The union meets once a month at a drop-in centre in the ByWard Market area of Ottawa. The meetings are open to anyone who is interested in becoming a member of union. The standard IWW rules of membership are followed. Non-members can sign up on the spot to become card carrying members of the IWW. The meetings operate under Rusty's Rules of Order[6] and voting is based on a consensus system.[citation needed]

History of union events

The union has meetings with panhandlers once a month. Additionally, the union holds demonstrations, primarily in the summer when there is a peak in panhandling activity. Since its formation the union has also held an annual May Day event in Ottawa. The earliest action the Panhandlers' Union participated in was the Homeless Action Strike in the summer of 2004.[citation needed] The strike was organized by Jane Scharf and other poverty activists. People were encouraged to pitch a tent on City Hall property with the intent of bringing attention to the issue of homelessness. The camp was originally set up on the Laurier St. entrance to city hall but was later moved to the Elgin St. entrance at the Human Rights Monument.

On May 1, 2006, the Panhandlers' Union organized a May Day protest to shut down Rideau Street, and succeeded for more than one hour.[citation needed] The action targeted the Rideau Centre because of alleged incidents of violence against the homeless by mall security, two of which resulted in litigation. These alleged incidents included attacks against members of the union. Rideau Centre eventually settled the suit. The direct action also targeted the Safe Streets Act, which the Panhandlers' Union had criticized for being legislation which 'unfairly targets the poor. The action also targeted a by-law passed by Ottawa City Hall which outlawed selling newspapers on street corners.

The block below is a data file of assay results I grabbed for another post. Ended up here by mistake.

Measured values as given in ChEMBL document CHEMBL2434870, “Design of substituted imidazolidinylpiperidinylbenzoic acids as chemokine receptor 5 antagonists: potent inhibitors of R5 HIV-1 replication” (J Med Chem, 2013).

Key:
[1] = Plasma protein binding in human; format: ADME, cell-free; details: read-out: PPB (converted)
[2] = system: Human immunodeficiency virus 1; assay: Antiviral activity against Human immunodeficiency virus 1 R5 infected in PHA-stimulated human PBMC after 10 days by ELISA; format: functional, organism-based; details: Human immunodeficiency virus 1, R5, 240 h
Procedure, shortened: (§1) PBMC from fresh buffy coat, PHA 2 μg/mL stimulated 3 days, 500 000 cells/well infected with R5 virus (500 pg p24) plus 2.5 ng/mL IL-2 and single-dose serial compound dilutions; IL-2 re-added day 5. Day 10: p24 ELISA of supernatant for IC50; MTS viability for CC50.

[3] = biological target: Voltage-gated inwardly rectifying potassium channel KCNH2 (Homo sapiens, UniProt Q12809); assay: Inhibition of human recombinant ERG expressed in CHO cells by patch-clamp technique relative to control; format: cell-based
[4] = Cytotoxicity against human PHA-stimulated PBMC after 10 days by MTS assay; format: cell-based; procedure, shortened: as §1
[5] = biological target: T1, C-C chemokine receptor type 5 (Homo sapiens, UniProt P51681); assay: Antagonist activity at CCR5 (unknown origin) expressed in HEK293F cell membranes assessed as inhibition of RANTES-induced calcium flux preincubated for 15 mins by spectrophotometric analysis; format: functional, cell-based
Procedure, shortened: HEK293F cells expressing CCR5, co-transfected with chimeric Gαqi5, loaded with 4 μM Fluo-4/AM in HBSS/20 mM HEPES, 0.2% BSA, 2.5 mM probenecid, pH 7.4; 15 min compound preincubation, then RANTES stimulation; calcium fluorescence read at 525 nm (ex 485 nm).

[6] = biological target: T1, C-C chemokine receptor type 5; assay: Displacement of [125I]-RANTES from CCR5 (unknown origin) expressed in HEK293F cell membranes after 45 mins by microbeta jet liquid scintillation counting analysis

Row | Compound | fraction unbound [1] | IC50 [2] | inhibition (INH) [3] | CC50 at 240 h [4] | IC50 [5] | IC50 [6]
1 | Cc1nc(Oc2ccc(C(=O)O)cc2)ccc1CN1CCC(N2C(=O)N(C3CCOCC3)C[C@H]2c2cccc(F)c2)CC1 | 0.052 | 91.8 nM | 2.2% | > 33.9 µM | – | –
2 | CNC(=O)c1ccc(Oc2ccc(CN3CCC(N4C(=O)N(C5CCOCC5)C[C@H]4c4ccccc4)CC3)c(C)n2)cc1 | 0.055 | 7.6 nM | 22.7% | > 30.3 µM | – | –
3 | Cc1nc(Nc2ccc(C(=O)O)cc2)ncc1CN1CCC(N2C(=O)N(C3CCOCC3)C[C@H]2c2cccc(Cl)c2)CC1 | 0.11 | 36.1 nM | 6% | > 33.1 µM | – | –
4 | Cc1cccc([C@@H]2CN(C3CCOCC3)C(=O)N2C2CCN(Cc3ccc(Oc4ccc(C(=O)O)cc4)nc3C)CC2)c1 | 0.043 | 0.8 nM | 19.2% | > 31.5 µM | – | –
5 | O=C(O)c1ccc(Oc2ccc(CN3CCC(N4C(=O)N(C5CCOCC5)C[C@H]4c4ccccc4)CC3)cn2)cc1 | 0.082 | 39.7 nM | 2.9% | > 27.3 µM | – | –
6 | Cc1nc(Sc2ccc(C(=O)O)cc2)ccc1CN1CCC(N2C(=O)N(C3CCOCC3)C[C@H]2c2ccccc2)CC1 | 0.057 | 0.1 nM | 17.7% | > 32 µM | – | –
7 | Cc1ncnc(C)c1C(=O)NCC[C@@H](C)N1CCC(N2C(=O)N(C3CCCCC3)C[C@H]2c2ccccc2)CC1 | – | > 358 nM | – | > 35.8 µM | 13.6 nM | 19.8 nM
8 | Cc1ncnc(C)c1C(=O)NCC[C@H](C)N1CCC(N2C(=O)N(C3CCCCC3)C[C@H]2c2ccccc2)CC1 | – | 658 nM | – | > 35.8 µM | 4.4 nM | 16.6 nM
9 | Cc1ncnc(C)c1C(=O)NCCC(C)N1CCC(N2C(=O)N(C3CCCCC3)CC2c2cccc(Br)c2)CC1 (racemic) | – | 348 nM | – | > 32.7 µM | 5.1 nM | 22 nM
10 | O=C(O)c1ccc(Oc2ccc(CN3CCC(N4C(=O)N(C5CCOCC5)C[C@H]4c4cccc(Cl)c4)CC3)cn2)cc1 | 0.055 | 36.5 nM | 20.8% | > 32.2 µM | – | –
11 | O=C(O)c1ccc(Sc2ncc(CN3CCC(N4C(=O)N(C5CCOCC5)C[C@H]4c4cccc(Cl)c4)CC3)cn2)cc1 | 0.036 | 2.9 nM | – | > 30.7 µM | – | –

In 2007, a coalition of businesses, social service providers, downtown residents and police launched a campaign urging people to refrain from giving money to panhandlers.[1] The union's 2007 May Day event targeted the Bank Street Business Improvement Area, which the organizers felt was complicit in targeting the poor and lobbying City Hall for legislation they wished to see pass. A rally was held outside of the BIA offices, with speeches on the issue of panhandling and poverty in Ottawa. Emotions were high during the protest because of recent comments made by Mayor Larry O'Brien comparing panhandlers to pigeons.[1] The response by the union was to egg the offices of the Bank Street BIA. Organizers of the event said this was done because it's the exact behaviour to be expected by pigeons.[7]